To access the village the tramway/road crossed the River Lampy on an ancient masonry arch bridge. The picture below is not of the highest resolution but sows the bridge early in the 20th century, perhaps while the tramway was still working. The adjacent 1930s Michelin map shows the tramway crossing the Lampy on a separate bridge to the road. The lie of the land and the road alignment suggest that this is very unlikely. No evidence exists to suggest that the tramway diverged from the road over this length.The bridge is just visible in this modern view of the village.
St-Martin-le-Vieil is a historic Cathar site with three significant elements: the castle; the church and the abbey; and a series of caves excavated by hand in the 9th Century. Its origins go back to the 8th century.
The castle is mentioned as early as 1180. It was donated by Simon de Monfort to the Abbey of Villelongue in 1213. It was ravaged during the wars of religion (1578 ), rebuilt in 1676 as shown by the date inscribed on one of the faces of the small tower. It seems that by 1759 it still possessed its moat and three towers, the stone from one of which was used in the 1870s to build the town hall and school.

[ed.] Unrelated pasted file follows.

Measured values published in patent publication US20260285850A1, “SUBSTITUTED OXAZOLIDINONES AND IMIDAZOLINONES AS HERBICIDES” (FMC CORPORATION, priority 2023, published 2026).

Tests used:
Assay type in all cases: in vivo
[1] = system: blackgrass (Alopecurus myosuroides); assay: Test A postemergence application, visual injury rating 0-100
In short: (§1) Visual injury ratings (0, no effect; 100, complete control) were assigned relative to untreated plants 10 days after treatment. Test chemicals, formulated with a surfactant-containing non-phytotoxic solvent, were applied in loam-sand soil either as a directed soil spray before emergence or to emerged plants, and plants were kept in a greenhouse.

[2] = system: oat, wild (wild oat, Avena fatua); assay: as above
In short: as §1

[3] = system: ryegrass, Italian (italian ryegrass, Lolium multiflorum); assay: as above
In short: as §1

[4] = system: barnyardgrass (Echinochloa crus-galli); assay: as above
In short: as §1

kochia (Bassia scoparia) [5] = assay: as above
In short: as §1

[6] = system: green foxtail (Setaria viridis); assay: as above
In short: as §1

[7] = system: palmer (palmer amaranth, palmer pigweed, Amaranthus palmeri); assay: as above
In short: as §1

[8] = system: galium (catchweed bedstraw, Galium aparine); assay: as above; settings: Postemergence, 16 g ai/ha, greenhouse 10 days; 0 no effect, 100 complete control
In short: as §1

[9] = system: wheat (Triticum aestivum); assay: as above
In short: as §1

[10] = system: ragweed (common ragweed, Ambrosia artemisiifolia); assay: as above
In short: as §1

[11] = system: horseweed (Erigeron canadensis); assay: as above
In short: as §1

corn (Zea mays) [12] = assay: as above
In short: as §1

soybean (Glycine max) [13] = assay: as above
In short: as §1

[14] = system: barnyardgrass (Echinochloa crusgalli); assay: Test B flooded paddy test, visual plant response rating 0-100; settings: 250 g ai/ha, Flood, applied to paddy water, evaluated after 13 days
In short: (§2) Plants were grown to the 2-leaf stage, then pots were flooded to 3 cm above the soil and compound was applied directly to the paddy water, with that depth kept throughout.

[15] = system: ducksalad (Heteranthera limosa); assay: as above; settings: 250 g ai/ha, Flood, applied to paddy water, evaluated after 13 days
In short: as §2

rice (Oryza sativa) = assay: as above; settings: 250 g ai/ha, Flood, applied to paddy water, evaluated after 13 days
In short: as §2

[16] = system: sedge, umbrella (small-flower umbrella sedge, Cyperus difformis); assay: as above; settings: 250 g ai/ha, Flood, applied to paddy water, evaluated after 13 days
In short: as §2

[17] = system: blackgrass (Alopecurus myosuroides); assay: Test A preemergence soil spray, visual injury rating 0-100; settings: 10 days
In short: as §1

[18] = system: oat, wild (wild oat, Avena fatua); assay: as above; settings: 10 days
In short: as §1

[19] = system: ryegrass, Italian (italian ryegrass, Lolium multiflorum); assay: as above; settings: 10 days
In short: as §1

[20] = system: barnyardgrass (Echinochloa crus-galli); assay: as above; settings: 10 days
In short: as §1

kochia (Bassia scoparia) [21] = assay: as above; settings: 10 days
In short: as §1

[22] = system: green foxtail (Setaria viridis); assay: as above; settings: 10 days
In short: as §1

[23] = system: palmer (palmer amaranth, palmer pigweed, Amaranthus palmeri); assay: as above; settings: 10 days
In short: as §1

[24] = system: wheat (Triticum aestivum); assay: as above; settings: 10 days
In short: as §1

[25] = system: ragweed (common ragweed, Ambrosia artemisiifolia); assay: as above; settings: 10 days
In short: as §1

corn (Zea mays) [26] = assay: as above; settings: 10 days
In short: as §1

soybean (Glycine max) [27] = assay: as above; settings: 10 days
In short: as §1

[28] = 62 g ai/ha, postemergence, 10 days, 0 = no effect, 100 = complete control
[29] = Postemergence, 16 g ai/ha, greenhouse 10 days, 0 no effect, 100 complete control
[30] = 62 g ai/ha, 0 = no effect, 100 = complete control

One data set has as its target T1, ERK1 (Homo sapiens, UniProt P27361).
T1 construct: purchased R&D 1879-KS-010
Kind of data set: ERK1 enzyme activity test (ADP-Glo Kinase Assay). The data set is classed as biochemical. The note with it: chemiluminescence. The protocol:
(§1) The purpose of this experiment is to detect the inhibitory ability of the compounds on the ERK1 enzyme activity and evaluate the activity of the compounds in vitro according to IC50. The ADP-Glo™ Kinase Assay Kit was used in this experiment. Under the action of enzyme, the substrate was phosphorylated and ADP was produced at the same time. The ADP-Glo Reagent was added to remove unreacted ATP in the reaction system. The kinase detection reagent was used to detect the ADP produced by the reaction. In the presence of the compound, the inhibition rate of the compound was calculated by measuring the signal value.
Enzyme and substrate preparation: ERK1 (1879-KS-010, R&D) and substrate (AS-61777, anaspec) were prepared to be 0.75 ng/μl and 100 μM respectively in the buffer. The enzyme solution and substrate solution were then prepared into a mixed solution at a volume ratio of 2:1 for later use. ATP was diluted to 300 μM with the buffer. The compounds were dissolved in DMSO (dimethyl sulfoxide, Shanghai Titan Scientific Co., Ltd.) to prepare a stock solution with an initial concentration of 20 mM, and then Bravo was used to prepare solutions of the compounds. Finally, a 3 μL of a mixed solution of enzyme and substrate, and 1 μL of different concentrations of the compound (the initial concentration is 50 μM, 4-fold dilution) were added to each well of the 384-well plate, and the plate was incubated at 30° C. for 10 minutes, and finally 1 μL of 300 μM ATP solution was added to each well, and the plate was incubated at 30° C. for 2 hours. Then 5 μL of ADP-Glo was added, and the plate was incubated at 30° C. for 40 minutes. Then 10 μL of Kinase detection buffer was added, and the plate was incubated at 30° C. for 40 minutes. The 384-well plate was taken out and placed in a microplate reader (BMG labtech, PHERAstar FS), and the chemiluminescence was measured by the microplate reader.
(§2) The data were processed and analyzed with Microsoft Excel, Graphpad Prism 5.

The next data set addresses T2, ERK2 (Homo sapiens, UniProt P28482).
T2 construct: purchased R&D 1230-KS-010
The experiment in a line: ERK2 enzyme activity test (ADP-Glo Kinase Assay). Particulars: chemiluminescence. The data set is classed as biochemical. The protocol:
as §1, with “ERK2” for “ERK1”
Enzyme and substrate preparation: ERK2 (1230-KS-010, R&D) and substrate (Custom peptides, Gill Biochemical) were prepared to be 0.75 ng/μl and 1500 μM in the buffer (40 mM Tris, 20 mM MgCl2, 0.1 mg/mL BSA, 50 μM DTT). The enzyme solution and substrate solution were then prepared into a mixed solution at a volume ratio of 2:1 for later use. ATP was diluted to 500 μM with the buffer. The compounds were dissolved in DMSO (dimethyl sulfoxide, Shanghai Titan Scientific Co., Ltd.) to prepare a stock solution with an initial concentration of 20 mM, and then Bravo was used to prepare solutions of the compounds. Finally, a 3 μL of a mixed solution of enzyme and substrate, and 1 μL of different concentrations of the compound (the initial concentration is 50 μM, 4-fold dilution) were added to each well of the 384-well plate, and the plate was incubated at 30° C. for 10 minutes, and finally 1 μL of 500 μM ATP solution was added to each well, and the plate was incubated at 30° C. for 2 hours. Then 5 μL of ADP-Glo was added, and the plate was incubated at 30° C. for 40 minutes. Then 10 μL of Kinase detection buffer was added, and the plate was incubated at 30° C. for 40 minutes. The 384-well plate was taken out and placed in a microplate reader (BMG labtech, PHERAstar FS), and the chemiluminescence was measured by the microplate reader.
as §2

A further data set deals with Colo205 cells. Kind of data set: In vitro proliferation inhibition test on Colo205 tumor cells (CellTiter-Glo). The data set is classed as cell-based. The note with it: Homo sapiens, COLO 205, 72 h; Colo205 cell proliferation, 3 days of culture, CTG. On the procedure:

The abbey appeared first in the twelfth century (1152 according to some historians). It became of significance in the crusade against Catharism in the thirteenth century. In particular, Simon de Monfort granted it all the lands of Saint Martin le Vieil. It was plundered by the Protestants in 1568 and saw a slow decline until 1789 when there remained only two religious. It was confiscated in 1792 and auctioned off. It was turned into a farm. Later, in 1916 it was listed as a historic monument and now receives aroun 6,000 visitors a year.